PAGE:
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Subject to Finance Explained

Making an offer to buy subject to finance makes good sense. Savvy explains what this clause is and how it works.

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, updated on August 8th, 2023       

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You may have seen the phrase ‘subject to finance’ in a sales contract, whether you’re buying a unit, a house, a car or a caravan, but what exactly does it mean and does it have any legal standing?  Read all you need to know about ‘subject to finance' clauses with Savvy.

What exactly does 'subject to finance' mean?

A sale contract with a ‘subject to finance’ clause means the sale is conditional upon the stated finance being approved.  If the named bank or lender doesn’t approve the finance that has been applied for (namely your mortgage), the contract for sale can be cancelled due to the lack of finance approval without the buyer’s deposit being forfeited.

‘Subject to finance’ clauses are seen most commonly in contracts to buy property, but they are also included in car sales, caravan sales or any other sale where a real estate agent, car dealer or third party is involved in the sale process.  They allow the buyer time to arrange full loan approval without the fear of losing their deposit.

‘Subject to finance’ mistakes to avoid

Your ‘subject to finance’ clause shouldn’t be too vague.  You should name the financial institution you are applying for a loan with in the clause and add details about the size of the loan and the interest rate you’re expecting.  This gives you protection in case the lender does approve your loan, but for an amount or with an interest rate that isn’t satisfactory for you.  That’s why it’s important to state the contract is conditional upon receiving a satisfactory finance offer.

If I’m unable to get my loan approved, how do I cancel the sales contract under a ‘subject to finance’ clause?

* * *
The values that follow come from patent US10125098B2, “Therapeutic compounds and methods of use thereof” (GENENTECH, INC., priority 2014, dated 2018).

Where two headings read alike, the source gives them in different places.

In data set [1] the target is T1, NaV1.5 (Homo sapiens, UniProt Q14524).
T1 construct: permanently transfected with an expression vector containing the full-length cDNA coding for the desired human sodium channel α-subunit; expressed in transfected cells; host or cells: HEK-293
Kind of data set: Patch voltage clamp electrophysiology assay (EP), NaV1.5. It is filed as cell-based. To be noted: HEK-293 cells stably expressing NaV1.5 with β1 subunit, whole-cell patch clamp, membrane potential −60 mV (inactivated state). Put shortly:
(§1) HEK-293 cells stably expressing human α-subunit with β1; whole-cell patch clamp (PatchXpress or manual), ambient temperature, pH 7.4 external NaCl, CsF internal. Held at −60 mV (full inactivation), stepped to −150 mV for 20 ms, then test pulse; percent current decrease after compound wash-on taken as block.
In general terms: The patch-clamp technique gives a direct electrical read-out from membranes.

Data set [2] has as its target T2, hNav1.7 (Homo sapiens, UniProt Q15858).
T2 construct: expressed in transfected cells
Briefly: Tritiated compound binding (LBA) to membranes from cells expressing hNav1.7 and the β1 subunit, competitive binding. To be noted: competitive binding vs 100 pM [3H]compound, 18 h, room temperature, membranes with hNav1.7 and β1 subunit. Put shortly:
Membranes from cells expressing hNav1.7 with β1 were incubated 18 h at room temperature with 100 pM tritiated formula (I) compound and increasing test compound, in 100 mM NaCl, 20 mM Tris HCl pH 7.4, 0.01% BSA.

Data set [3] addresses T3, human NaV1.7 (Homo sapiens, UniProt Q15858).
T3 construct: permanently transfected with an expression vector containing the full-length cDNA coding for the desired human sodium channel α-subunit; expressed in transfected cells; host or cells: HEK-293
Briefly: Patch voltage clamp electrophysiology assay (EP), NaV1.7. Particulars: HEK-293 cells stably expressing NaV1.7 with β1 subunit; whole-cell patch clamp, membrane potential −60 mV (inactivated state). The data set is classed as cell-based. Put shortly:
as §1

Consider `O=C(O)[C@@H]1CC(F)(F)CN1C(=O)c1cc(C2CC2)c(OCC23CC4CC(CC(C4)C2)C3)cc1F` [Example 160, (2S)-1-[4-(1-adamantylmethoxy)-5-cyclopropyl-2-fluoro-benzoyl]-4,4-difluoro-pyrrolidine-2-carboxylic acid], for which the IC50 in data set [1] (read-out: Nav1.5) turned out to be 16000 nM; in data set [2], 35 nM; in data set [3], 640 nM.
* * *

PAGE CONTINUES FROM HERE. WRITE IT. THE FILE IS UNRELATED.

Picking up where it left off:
Under a ‘subject to finance’ clause, you’re obliged to take ‘reasonable steps’ to obtain the finance as detailed in your sale contract.  If you’ve taken all reasonable steps and have been turned down for your loan, and have no other means of continuing with the purchase of the property, you should notify the vendors as soon as possible in writing that you wish to terminate the sales contract. 

You will need to provide your reason, being specific in the wording of the reason for your withdrawal, and request the return of your deposit.  Your real estate agent should be able to provide you with a form containing the necessary wording if you are required to withdraw from a property purchase.

Does 'subject to finance' still apply if I have pre-approval for my home loan?

Yes – this is because pre-approval for a loan is not the same thing as full loan approval and doesn’t guarantee that you’ll be successful in obtaining finance.  It’s estimated that around 8% of loan applications are ultimately rejected after pre-approval has been granted.  Reasons for rejection after pre-approval has been granted include:

  • the borrower’s circumstances change between pre-approval and loan application (for example, the borrower reduced the hours they work or disclosed they were pregnant and would be giving up work)
  • the pre-approval period had expired (pre-approval is usually only granted for a three-month period)
  • the lender uncovered information they were not previously aware of when they granted pre-approval (for instance, they subsequently found out the borrower had been declared bankrupt)